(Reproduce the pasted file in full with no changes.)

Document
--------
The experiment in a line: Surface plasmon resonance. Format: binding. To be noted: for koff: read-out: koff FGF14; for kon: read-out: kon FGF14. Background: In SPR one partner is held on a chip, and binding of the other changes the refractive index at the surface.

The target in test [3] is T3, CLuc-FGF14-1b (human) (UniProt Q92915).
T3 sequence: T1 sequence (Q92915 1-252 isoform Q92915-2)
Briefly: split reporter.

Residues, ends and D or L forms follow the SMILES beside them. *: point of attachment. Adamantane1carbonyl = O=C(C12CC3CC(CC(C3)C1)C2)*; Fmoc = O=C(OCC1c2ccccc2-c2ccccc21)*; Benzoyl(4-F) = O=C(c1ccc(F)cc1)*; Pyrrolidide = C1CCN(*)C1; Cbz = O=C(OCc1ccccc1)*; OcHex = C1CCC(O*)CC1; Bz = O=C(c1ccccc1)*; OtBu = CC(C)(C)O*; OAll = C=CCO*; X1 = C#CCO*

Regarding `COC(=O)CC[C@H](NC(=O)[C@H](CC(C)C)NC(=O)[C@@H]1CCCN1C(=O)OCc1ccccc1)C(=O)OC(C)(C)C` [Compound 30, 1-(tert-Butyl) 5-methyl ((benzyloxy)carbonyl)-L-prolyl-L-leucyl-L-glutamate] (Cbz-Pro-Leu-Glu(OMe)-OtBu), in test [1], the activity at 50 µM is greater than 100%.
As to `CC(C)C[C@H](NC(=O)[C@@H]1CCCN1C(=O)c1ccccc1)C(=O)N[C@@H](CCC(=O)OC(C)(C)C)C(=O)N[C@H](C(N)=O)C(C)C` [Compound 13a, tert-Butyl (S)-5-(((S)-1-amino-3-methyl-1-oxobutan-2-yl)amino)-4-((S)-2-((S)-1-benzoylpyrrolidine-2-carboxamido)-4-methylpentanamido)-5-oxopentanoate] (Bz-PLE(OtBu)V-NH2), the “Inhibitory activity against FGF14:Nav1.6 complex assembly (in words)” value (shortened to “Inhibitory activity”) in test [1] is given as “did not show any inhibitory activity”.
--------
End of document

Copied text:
The experiment in a line: Surface plasmon resonance. Format: binding. To be noted: for koff: read-out: koff FGF14; for kon: read-out: kon FGF14. Background: In SPR one partner is held on a chip, and binding of the other changes the refractive index at the surface.

The target in test [3] is T3, CLuc-FGF14-1b (human) (UniProt Q92915).
T3 sequence: T1 sequence (Q92915 1-252 isoform Q92915-2)
Briefly: split reporter.

Residues, ends and D or L forms follow the SMILES beside them. *: point of attachment. Adamantane1carbonyl = O=C(C12CC3CC(CC(C3)C1)C2)*; Fmoc = O=C(OCC1c2ccccc2-c2ccccc21)*; Benzoyl(4-F) = O=C(c1ccc(F)cc1)*; Pyrrolidide = C1CCN(*)C1; Cbz = O=C(OCc1ccccc1)*; OcHex = C1CCC(O*)CC1; Bz = O=C(c1ccccc1)*; OtBu = CC(C)(C)O*; OAll = C=CCO*; X1 = C#CCO*

Regarding `COC(=O)CC[C@H](NC(=O)[C@H](CC(C)C)NC(=O)[C@@H]1CCCN1C(=O)OCc1ccccc1)C(=O)OC(C)(C)C` [Compound 30, 1-(tert-Butyl) 5-methyl ((benzyloxy)carbonyl)-L-prolyl-L-leucyl-L-glutamate] (Cbz-Pro-Leu-Glu(OMe)-OtBu), in test [1], the activity at 50 µM is greater than 100%.
As to `CC(C)C[C@H](NC(=O)[C@@H]1CCCN1C(=O)c1ccccc1)C(=O)N[C@@H](CCC(=O)OC(C)(C)C)C(=O)N[C@H](C(N)=O)C(C)C` [Compound 13a, tert-Butyl (S)-5-(((S)-1-amino-3-methyl-1-oxobutan-2-yl)amino)-4-((S)-2-((S)-1-benzoylpyrrolidine-2-carboxamido)-4-methylpentanamido)-5-oxopentanoate] (Bz-PLE(OtBu)V-NH2), the “Inhibitory activity against FGF14:Nav1.6 complex assembly (in words)” value (shortened to “Inhibitory activity”) in test [1] is given as “did not show any inhibitory activity”.